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About vhclark

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  1. 1. How does the opening of Frenzy differ from the opening of The Lodger? Feel free to rewatch the clip from The Lodger (Daily Dose #2) for comparison. In The Lodger, the victim leads us to the crowd and then to the press. In Frenzy, it is reversed. We see the speaker, then the press, then the crowd, then the victim. 2. What are some of the common Hitchcock touches that you see in this opening scene? Be specific. We are going, again, from wide to tight. The broad expanse of London, like the broad expanse of St. Moritz, are squeezed down to as small an image as possible. While we are doing this, we are also going from high to low. The dialog is not necessarily related to the plot, although I enjoyed the irony of the politician's speech of removing pollution from the Thames is met with the ultimate act of dumping. This is similar to the dialog in the beginning of The Man Who Knew Too Much or Notorious. it is mundane, only to be contrasted with the revelation of the plot. 3. Using Frenzy as an example, what thoughts do you have about the various purposes Hitchcock had in mind when he created his opening scenes? In the Daily Doses, we have focused on opening scenes, so there should be patterns or strategies you have noticed over the course of opening scenes spanning Hitchcock's 50 year career. More often than not, Hitchcock is trying to create a sense of the ordinary. The opening of Frenzy is very similar to Psycho and somewhat similar to Shadow of a Doubt. We see ordinary scenes before we get to the grimy underside. Normalcy is juxtaposed with crime
  2. Based on the opening sequence alone, what do you feel you already know about Marnie as a character? In what ways does Hitchcock visually reveal her character through her interaction with objects. She uses things, consumes them. New clothes in, old clothes out. Money in. The old purse is merely a container. She tosses aside an identity and chooses a new one. Her hair color is rinsed away. The vestiges of her old life are abandoned in a train station locker. She only keeps things for as long as they are useful. How does Hitchcock use Bernard Herrmann's score in this scene? The phrasing in the melody repeats itself and becomes faster and more insistent as Marnie casts off her old self. It follows a pattern of orchestral voices and takes on a dark tone when the money is dumped into the suitcase. It gets darker still when the new identity cards are revealed. It becomes triumphant when the original hair color is revealed and the pattern changes here and maintains when the suitcase is locked away. It is a little sad and nefarious. Did you see any variation in what Hitchcock is doing with his cameo in this film, and what do you think that variation means? He glances at the camera, almost acknowledging the audience. He also could be looking out for Marnie from the rear. This could acknowledge the artificiality of Marnie's life - it's a long con and the audience is in on it.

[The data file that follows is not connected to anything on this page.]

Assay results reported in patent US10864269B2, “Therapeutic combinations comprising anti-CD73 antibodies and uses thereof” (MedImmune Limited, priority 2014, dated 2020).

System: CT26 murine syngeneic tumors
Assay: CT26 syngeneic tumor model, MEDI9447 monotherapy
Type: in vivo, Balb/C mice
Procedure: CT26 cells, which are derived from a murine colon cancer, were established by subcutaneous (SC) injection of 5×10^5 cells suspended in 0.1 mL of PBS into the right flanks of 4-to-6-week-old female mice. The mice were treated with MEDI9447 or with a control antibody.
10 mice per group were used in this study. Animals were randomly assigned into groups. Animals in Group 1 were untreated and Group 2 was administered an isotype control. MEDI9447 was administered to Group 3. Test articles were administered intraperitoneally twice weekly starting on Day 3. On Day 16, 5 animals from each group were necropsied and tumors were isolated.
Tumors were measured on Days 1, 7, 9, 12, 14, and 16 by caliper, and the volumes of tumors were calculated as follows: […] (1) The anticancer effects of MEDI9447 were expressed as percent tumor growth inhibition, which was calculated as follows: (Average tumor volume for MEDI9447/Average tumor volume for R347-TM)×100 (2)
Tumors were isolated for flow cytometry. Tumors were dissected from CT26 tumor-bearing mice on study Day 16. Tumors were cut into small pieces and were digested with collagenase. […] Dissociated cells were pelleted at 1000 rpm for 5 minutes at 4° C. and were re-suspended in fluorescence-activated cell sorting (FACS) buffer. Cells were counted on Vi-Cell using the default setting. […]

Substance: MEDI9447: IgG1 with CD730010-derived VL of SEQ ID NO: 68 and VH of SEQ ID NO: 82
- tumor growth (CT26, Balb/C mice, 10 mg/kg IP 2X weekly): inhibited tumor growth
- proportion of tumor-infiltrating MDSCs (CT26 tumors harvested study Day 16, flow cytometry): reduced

3. In what ways does this opening scene seem more appropriate to a romantic comedy than a “horror of the apocalypse” film? What do we learn about Melanie (Tippi Hedren) and Mitch (Rod Taylor) in this scene? Other than the birds circling over the square, this is a rather light scene. Mitch mistakes Melanie for a sales clerk and she decides to toy with him. His request for love birds is filled with innuendo. She tries to snow him, which Mitch and the audience see through quickly. Melanie knows very little about birds. How does Hitchcock use sound design in this opening sequence? For example, how are the sounds of birds used to create a particular mood and atmosphere? The birds are in a mood. Their sound covers the city sound. In the pet store, the birds are just below the conversations, but it is loud. It creates a physical presence. The opening scene contains a famous Hitchcock cameo. Describe the cameo and if you think it has any particular meaning in relation to this scene. We see Hitchcock leaving the store with two well groomed Scott Terriers. With his appearance, and Melanie's, we can assume that the store is popular with the upper classes. This allows us to make assumptions about Mitch as well, Beyond that, the cameo does not say anything else to me.